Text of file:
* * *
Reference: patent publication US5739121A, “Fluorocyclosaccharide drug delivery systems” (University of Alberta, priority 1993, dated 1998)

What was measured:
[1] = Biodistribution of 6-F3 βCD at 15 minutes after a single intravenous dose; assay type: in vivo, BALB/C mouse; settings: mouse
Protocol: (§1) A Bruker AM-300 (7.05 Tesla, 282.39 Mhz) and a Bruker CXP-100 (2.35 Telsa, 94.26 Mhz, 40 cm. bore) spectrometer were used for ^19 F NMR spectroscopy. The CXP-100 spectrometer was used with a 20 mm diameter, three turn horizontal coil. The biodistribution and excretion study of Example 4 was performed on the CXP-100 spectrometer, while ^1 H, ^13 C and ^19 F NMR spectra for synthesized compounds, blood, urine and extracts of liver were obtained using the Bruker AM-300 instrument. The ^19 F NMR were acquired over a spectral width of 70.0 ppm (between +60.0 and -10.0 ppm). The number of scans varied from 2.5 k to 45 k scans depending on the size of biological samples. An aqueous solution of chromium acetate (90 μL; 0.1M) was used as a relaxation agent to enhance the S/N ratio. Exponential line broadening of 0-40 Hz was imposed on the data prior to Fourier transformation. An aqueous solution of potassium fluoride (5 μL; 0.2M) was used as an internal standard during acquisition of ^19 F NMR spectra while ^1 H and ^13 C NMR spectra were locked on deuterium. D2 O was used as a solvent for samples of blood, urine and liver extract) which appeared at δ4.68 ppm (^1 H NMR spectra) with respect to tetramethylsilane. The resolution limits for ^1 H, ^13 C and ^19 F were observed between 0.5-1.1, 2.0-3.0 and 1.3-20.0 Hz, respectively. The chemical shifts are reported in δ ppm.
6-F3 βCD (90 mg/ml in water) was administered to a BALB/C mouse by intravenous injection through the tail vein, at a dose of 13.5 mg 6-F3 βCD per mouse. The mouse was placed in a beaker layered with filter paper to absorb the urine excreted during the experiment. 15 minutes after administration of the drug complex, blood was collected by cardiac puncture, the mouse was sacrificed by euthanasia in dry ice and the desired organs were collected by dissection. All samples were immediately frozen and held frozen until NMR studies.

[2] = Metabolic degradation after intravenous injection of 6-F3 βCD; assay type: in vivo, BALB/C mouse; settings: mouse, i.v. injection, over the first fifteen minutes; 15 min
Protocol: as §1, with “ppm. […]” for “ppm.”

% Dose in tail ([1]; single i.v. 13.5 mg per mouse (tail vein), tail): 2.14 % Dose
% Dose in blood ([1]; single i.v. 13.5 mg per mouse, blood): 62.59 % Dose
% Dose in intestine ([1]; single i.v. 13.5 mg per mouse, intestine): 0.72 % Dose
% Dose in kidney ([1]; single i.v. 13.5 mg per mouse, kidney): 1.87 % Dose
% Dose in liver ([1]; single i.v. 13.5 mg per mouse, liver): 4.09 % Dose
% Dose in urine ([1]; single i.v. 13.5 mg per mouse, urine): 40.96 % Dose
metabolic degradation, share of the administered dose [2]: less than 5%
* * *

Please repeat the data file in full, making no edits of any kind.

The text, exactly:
Reference: patent publication US5739121A, “Fluorocyclosaccharide drug delivery systems” (University of Alberta, priority 1993, dated 1998)

What was measured:
[1] = Biodistribution of 6-F3 βCD at 15 minutes after a single intravenous dose; assay type: in vivo, BALB/C mouse; settings: mouse
Protocol: (§1) A Bruker AM-300 (7.05 Tesla, 282.39 Mhz) and a Bruker CXP-100 (2.35 Telsa, 94.26 Mhz, 40 cm. bore) spectrometer were used for ^19 F NMR spectroscopy. The CXP-100 spectrometer was used with a 20 mm diameter, three turn horizontal coil. The biodistribution and excretion study of Example 4 was performed on the CXP-100 spectrometer, while ^1 H, ^13 C and ^19 F NMR spectra for synthesized compounds, blood, urine and extracts of liver were obtained using the Bruker AM-300 instrument. The ^19 F NMR were acquired over a spectral width of 70.0 ppm (between +60.0 and -10.0 ppm). The number of scans varied from 2.5 k to 45 k scans depending on the size of biological samples. An aqueous solution of chromium acetate (90 μL; 0.1M) was used as a relaxation agent to enhance the S/N ratio. Exponential line broadening of 0-40 Hz was imposed on the data prior to Fourier transformation. An aqueous solution of potassium fluoride (5 μL; 0.2M) was used as an internal standard during acquisition of ^19 F NMR spectra while ^1 H and ^13 C NMR spectra were locked on deuterium. D2 O was used as a solvent for samples of blood, urine and liver extract) which appeared at δ4.68 ppm (^1 H NMR spectra) with respect to tetramethylsilane. The resolution limits for ^1 H, ^13 C and ^19 F were observed between 0.5-1.1, 2.0-3.0 and 1.3-20.0 Hz, respectively. The chemical shifts are reported in δ ppm.
6-F3 βCD (90 mg/ml in water) was administered to a BALB/C mouse by intravenous injection through the tail vein, at a dose of 13.5 mg 6-F3 βCD per mouse. The mouse was placed in a beaker layered with filter paper to absorb the urine excreted during the experiment. 15 minutes after administration of the drug complex, blood was collected by cardiac puncture, the mouse was sacrificed by euthanasia in dry ice and the desired organs were collected by dissection. All samples were immediately frozen and held frozen until NMR studies.

[2] = Metabolic degradation after intravenous injection of 6-F3 βCD; assay type: in vivo, BALB/C mouse; settings: mouse, i.v. injection, over the first fifteen minutes; 15 min
Protocol: as §1, with “ppm. […]” for “ppm.”

% Dose in tail ([1]; single i.v. 13.5 mg per mouse (tail vein), tail): 2.14 % Dose
% Dose in blood ([1]; single i.v. 13.5 mg per mouse, blood): 62.59 % Dose
% Dose in intestine ([1]; single i.v. 13.5 mg per mouse, intestine): 0.72 % Dose
% Dose in kidney ([1]; single i.v. 13.5 mg per mouse, kidney): 1.87 % Dose
% Dose in liver ([1]; single i.v. 13.5 mg per mouse, liver): 4.09 % Dose
% Dose in urine ([1]; single i.v. 13.5 mg per mouse, urine): 40.96 % Dose
metabolic degradation, share of the administered dose [2]: less than 5%